Soft Boys at Metro
April 1, 2001
BY JIM DEROGATIS POP MUSIC CRITIC
By Jim DeRogatis
Pop Music Critic
What becomes a legend most?
In the case of reunited cult heroes the Soft Boys, it wasnt the songs that made
them underground heroes--though tunes like "I Wanna Destroy You,"
"Underwater Moonlight" and "Queen of Eyes" were pleasant enough when
the quartet played a sold-out show at Metro on Friday.
Bandleader Robyn Hitchcock, guitarist Kimberly Rew, drummer Morris Windsor and bassist
Matthew Seligman seemed most inspired when they were paying homage to the 60s
influences that first motivated them to pick up their instruments two decades ago, back
when they were too-smart-for-college, too-pop-for-punk twentysomethings in Cambridge,
A chiming version of the Byrds "Bells of Rhymney" early in the set was
positively transcendent. An encore of the Velvet Undergrounds "Train
Round the Bend" was the closest these aging Boys came to full-throttle rock.
And the foursome seemed to have the most fun all night while they were barreling through
Pink Floyds "Astronomy Domine."
There were problems with this performance, just as there were with a set at the South
By Southwest Music & Media Conference two weeks ago. In an effort to harness the
on-stage volume so the vocals wouldnt be overpowered, Windsor was relegated to a
miniature cocktail-lounge drum set, and Hitchcock and Rew made do with one Fender Twin
Reverb amp a piece.
The scaled-down gear seemed to be part of an overall plan of restraint. There was
little hint of the earliest incarnation of the Soft Boys, when the two creative and fiery
guitarists often seemed to be wrestling to the death through epic six-string duels.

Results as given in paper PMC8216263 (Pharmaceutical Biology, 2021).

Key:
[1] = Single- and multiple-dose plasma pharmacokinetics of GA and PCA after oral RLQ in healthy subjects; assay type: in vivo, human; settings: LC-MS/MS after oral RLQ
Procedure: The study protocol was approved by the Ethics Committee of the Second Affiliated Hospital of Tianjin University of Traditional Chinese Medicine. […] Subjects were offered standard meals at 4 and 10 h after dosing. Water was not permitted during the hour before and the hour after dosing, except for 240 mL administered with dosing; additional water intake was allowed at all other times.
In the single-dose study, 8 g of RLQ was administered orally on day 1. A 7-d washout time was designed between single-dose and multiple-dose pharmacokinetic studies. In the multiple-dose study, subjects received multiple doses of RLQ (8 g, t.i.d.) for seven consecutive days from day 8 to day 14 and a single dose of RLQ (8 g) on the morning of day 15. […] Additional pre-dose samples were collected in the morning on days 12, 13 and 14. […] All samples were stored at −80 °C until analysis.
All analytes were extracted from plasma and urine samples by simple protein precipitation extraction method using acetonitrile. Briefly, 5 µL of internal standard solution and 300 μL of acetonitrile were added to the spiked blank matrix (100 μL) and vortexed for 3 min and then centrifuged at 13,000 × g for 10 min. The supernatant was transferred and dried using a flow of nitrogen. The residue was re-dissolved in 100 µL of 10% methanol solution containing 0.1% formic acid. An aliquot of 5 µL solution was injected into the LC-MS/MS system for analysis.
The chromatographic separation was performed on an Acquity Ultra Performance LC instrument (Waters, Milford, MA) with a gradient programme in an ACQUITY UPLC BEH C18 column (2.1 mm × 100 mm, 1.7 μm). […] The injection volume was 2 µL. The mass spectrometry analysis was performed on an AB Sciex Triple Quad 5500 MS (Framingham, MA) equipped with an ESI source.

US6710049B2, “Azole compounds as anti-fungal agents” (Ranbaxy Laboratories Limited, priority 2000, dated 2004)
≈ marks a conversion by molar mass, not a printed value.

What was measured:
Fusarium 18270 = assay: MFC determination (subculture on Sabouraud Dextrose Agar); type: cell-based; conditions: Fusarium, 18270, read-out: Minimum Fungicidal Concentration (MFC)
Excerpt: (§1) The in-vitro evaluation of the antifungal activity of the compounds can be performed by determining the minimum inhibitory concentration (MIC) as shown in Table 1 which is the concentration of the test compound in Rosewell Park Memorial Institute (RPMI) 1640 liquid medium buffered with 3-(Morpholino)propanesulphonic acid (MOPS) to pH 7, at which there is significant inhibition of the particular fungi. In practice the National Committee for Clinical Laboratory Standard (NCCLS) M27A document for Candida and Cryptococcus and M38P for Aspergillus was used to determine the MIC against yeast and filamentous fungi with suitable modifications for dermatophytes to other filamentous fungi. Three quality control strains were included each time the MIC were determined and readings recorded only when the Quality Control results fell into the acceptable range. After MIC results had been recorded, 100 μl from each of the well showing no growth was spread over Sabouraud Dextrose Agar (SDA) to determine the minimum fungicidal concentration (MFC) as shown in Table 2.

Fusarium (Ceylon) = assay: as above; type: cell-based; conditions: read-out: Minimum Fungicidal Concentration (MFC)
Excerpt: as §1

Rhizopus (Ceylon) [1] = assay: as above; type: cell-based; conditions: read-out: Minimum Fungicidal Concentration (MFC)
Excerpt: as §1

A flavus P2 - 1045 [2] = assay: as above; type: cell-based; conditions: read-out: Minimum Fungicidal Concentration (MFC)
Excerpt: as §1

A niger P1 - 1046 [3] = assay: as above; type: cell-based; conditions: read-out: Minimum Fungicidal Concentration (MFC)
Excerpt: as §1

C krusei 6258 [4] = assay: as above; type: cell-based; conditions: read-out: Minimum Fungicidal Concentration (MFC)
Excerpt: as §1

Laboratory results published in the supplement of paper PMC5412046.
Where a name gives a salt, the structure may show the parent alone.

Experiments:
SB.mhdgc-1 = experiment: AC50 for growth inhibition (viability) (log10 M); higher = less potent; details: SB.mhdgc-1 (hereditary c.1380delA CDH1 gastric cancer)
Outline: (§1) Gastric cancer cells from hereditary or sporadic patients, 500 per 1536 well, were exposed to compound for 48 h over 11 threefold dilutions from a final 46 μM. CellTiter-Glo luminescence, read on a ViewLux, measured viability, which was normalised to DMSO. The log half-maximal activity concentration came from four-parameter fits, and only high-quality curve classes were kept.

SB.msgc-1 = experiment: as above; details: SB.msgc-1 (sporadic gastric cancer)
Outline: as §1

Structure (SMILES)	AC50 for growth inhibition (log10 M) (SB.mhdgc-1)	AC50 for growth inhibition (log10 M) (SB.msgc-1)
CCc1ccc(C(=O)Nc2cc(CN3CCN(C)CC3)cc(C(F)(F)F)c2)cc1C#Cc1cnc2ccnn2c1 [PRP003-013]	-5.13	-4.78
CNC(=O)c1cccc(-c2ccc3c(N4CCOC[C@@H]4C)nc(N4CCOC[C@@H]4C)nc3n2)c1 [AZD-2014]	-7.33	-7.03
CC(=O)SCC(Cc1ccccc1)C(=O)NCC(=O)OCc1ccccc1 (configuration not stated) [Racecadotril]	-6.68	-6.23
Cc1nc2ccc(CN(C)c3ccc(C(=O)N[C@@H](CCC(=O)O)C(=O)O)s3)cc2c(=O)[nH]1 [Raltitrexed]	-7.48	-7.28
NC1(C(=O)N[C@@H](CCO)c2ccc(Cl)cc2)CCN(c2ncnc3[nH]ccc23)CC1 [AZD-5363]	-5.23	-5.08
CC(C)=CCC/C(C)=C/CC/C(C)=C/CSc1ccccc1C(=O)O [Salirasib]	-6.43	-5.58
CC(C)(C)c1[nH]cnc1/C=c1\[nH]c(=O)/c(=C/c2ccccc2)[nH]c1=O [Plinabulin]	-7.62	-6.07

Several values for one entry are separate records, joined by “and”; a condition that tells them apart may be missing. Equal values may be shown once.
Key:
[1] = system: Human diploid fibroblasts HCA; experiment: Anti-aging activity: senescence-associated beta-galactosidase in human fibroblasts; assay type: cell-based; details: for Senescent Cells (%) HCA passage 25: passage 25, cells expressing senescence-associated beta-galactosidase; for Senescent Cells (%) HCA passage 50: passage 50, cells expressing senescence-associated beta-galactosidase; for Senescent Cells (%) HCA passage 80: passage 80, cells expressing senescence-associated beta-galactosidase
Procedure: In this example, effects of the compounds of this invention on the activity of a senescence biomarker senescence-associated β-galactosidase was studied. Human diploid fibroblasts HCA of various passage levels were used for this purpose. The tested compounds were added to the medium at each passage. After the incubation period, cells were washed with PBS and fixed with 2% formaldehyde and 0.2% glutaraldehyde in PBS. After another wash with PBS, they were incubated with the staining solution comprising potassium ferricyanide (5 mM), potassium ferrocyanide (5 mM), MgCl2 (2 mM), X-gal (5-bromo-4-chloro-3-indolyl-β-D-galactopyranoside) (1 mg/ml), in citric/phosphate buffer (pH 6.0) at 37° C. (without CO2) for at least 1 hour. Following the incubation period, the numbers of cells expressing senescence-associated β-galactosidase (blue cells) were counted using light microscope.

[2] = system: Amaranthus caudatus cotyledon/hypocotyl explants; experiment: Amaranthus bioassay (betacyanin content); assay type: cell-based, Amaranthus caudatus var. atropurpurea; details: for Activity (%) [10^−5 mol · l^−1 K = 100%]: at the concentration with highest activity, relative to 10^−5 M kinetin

To be sure, there were plenty of sparks as they traded spiralling riffs, Hitchcock on
his Telecaster, and Rew with his Strat. But the raging conflagration never erupted.
On the bright side, the band didnt resort to the sort of greatest hits nostalgia
fest that so many other reunited combos have delivered. Their classic songs--which also
included "Insanely Jealous," "Human Music" and "Only the Stones
Remain"--were interspersed over the course of a nearly two-hour set with five new
tunes that have seemingly been taking shape on the road.
These numbers were in the softer, more mature mode of recent Hitchcock solo offerings.
But the band elevated them to a new level, with Rew delivering his staccato explosions and
Windsor adding expert harmonies in addition to propulsive rhythms.
Opening the show: long-running English folk-rocker John Wesley Harding, who still loves
himself a little more than is really warranted. The highlights of his set were a spirited
cover of Roky Ericksons "If You Have Ghosts," driven along with gleeful
abandon by ex-Dumptruck guitarist and Steve Wynn sideman Kirk Swan.